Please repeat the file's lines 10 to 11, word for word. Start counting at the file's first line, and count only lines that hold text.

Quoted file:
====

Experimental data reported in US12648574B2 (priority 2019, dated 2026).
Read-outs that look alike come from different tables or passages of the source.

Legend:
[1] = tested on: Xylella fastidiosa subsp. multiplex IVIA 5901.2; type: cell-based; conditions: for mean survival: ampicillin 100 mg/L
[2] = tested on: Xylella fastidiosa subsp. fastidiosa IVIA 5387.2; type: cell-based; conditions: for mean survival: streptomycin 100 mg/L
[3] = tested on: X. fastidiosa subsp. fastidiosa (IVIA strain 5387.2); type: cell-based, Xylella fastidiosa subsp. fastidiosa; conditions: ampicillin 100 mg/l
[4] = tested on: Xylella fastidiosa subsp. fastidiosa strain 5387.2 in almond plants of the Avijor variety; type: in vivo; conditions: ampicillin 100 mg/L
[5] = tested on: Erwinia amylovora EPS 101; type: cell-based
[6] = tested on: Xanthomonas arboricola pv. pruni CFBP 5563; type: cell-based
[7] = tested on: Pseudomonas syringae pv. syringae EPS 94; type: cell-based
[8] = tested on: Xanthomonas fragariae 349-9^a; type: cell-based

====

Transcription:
[7] = tested on: Pseudomonas syringae pv. syringae EPS 94; type: cell-based
[8] = tested on: Xanthomonas fragariae 349-9^a; type: cell-based